Characters meeting their creators, or in this case their writer since Morrison didn’t invent Animal Man, is nothing new of course. (And if you want to really read my opinion on authors doing such a thing, follow my reviews of Stephen King’s Dark Tower series.) But in this case it was very unusual since Animal Man was a character in a mainstream book who is heavily involved in a company’s regular continuity. So at the time it was a pretty bold thing for a superhero writer to do. However, reading the series now, I think Morrison missed his mark.

This third collection begins with Morrison re-writing Animal Man’s secret origin much in the same way Alan Moore revamped Swamp Thing. This is a good thing since Animal Man had pretty much the stupidest origin of any superhero. The original story is that an alien spaceship blows up in front of stuntman Buddy Baker and he suddenly has the ability to absorb the power of any nearby animal.

Now we find out that the alien explosion actually incincerated Buddy who was then rebuilt by the aliens to give him the ability to tap into the Earth’s “morphogenetic field,” which is a complicated theory you can read more about on Wikipedia if you’re so inclined (just follow that link). However, once we learn this, for the entire rest of the series Animal Man barely ever uses his superpower. He does a little bit to fight a giant robot in one sequence, but instead he mostly just wanders about slowly coming to the realization that he’s a construct living within the panel borders of a comic book page. (There’s also a whole complicated plot about the undoing of the DC Comics “universe,” but I won’t get into that even though it’s great fun for us comic nerds.)

The plot finally culminates in Animal Man meeting Grant Morrison, an event that follows the same exact formula that every “character meets his maker” event follows. But that didn’t bother me. Here’s the problem, though: Morrison has been making this distinction through the series that all the characters in the book are just fictional constructs. In the end, Animal Man, of course, does not meet Grant Morrison. Instead he meets a fictional construct of Grant Morrison and I was disappointed that Morrison didn’t make that distinction in the book. Buddy Baker never does escape from his comic book “prison.” Even when he thinks he’s escaped by leaping out of the panel borders, he’s still just stuck in another comic book page with another fictional character. The way the series was drawn out, I think that would have been the real “meta” way to end it all.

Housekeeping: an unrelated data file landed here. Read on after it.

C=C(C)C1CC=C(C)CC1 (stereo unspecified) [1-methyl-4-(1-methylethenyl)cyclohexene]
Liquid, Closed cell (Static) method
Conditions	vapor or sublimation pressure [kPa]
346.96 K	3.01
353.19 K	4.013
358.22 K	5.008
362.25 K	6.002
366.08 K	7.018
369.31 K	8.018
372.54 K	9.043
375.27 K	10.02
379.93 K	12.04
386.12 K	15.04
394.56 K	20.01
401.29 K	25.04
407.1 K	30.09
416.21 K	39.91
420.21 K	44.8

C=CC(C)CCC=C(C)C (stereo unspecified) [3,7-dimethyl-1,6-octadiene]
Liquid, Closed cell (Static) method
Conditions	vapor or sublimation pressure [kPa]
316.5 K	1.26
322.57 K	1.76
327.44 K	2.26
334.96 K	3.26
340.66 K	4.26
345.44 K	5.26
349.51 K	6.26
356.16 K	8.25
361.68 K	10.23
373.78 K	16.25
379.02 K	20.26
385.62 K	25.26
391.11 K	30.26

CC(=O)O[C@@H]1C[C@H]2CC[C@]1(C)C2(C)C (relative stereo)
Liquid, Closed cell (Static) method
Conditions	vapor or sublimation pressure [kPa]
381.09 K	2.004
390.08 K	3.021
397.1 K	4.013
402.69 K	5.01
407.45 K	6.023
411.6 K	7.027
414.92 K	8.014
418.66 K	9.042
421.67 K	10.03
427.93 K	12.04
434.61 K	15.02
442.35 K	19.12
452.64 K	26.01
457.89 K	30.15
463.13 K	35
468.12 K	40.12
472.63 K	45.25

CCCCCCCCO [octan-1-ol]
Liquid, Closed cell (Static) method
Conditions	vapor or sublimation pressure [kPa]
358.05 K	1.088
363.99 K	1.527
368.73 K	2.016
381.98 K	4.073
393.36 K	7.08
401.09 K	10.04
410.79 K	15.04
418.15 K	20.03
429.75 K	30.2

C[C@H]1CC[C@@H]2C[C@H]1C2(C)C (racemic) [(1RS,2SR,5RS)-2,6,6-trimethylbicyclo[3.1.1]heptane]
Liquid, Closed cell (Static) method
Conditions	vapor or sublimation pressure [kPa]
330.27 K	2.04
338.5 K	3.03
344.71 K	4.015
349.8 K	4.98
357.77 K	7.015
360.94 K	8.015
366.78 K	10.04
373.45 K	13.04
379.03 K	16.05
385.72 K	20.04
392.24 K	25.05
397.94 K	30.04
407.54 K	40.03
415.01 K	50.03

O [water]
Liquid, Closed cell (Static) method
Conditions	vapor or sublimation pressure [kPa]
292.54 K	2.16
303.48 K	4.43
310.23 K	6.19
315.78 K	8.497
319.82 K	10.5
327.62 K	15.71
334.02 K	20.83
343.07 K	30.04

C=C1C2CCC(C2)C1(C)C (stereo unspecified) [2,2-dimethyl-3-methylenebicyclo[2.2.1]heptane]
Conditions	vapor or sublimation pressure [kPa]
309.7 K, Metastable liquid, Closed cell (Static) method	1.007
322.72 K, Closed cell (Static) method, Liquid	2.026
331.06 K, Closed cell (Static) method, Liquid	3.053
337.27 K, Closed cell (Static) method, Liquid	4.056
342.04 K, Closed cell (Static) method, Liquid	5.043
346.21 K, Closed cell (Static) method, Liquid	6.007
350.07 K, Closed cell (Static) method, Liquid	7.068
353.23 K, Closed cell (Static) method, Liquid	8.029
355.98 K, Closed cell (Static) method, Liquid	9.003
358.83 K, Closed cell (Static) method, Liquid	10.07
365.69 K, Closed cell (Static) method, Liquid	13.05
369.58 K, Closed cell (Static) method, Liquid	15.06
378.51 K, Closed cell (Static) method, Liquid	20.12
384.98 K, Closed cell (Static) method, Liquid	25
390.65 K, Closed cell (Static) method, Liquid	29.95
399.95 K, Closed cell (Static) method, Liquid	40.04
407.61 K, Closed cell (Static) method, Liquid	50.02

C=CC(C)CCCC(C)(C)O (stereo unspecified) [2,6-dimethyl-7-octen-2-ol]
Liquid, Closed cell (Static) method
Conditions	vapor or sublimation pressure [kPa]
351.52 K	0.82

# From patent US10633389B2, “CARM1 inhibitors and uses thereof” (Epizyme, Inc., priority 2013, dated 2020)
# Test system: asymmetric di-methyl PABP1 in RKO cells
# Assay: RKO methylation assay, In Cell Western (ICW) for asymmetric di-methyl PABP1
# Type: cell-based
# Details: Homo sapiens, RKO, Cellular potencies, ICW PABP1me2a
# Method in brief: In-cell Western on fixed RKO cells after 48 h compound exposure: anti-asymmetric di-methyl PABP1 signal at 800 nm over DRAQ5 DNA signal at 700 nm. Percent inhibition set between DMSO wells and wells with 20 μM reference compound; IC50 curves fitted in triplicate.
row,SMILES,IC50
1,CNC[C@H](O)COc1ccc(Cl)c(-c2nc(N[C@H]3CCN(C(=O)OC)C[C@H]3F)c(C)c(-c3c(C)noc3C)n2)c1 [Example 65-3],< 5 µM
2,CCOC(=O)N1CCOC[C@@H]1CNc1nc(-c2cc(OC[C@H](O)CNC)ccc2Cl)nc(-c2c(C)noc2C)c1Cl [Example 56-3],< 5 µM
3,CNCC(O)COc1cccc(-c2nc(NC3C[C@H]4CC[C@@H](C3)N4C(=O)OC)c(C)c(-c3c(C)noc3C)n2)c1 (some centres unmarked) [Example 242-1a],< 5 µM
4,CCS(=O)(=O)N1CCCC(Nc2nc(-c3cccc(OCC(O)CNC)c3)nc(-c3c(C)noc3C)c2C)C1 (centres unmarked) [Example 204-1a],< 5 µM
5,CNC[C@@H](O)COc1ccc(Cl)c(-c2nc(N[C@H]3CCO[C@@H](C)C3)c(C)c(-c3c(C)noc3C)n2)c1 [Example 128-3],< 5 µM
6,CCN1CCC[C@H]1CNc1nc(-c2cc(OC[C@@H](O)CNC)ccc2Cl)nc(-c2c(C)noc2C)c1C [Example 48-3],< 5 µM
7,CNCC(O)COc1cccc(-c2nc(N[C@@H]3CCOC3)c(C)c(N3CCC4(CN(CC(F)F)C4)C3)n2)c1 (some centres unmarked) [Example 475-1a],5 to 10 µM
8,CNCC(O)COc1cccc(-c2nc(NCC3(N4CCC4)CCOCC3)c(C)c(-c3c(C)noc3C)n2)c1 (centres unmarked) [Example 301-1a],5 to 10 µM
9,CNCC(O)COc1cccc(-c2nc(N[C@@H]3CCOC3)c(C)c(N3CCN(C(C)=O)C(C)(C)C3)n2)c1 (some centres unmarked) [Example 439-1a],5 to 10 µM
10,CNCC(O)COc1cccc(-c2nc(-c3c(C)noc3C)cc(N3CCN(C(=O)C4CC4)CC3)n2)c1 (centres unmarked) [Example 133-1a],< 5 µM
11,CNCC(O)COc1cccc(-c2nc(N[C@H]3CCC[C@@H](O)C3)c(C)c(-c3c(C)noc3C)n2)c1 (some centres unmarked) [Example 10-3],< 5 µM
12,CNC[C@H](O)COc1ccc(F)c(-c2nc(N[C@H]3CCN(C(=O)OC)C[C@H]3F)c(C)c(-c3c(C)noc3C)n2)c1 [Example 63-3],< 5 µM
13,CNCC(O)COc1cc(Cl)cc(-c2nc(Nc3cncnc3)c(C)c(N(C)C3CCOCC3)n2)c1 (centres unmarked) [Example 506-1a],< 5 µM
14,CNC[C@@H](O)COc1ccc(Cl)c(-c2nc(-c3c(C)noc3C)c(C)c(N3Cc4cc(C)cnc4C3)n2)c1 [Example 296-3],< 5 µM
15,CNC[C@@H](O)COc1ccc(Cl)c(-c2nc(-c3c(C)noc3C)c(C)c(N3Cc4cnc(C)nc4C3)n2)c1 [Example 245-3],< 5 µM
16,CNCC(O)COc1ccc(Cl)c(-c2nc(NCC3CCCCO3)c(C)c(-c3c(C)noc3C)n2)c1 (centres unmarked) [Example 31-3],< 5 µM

Beyond that picky detail, Deus Ex Machina is still a fun read and maybe someday I’ll get to read the middle chapters.

Underground Film Feedback (3 comments)

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  • I looked back at your Dark Tower reviews, but don’t really understand your complaint about an author “appearing” in their work. What do you think the author is trying to achieve? Do you think the goal is worthwhile? Do you think it’s successful in execution?

    You understood that the Morrison in Animal Man is a fiction, so why do you need it pointed out?

    (BTW, you might be interested in Timothy Callahan’s analysis of Animal Man, which starts here.)

  • Mike says: